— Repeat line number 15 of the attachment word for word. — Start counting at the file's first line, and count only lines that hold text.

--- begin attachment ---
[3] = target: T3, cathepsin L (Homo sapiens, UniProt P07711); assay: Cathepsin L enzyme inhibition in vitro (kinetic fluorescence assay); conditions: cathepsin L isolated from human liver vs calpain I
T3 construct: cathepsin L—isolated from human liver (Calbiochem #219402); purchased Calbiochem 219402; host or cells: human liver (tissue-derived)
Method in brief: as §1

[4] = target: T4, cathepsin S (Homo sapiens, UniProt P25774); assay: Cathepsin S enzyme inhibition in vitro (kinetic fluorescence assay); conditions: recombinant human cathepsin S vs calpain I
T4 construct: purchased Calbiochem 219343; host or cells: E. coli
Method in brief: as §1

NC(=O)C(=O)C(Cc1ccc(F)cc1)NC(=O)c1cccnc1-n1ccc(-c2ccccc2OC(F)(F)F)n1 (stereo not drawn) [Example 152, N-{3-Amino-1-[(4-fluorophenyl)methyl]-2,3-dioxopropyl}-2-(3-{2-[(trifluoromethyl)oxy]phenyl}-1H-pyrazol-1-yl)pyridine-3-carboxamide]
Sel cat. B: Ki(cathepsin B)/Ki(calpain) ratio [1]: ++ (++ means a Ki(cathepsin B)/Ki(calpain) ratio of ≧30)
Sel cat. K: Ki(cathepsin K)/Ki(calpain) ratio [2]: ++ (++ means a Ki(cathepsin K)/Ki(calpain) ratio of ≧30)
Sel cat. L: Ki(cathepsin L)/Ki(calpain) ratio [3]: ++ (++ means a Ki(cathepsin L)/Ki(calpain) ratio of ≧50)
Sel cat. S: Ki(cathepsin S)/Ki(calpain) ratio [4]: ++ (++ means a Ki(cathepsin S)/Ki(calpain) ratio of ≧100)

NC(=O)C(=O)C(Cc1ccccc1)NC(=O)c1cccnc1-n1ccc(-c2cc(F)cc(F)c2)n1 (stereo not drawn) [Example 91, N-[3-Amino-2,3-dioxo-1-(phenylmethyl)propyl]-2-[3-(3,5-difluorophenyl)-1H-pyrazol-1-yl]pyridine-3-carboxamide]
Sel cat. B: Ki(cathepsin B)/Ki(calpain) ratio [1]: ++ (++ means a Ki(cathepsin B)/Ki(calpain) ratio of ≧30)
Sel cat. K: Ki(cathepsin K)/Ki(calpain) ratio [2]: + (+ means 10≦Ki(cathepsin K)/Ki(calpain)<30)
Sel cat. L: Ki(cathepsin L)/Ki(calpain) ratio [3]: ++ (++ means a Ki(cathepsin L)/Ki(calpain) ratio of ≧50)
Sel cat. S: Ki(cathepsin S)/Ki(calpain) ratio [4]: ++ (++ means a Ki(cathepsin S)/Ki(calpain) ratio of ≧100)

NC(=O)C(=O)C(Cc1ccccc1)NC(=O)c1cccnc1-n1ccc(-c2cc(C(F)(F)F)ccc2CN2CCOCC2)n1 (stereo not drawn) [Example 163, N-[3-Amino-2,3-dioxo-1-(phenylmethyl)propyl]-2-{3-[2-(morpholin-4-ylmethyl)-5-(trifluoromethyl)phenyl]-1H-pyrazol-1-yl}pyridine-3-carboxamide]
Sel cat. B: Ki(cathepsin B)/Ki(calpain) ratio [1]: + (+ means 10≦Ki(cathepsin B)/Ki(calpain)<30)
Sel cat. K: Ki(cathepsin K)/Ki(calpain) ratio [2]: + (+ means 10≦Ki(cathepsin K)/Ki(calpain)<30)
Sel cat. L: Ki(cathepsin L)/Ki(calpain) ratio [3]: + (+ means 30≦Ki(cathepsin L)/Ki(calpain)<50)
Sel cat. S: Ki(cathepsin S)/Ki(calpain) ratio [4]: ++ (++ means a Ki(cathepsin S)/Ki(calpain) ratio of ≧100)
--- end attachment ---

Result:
Sel cat. L: Ki(cathepsin L)/Ki(calpain) ratio [3]: ++ (++ means a Ki(cathepsin L)/Ki(calpain) ratio of ≧50)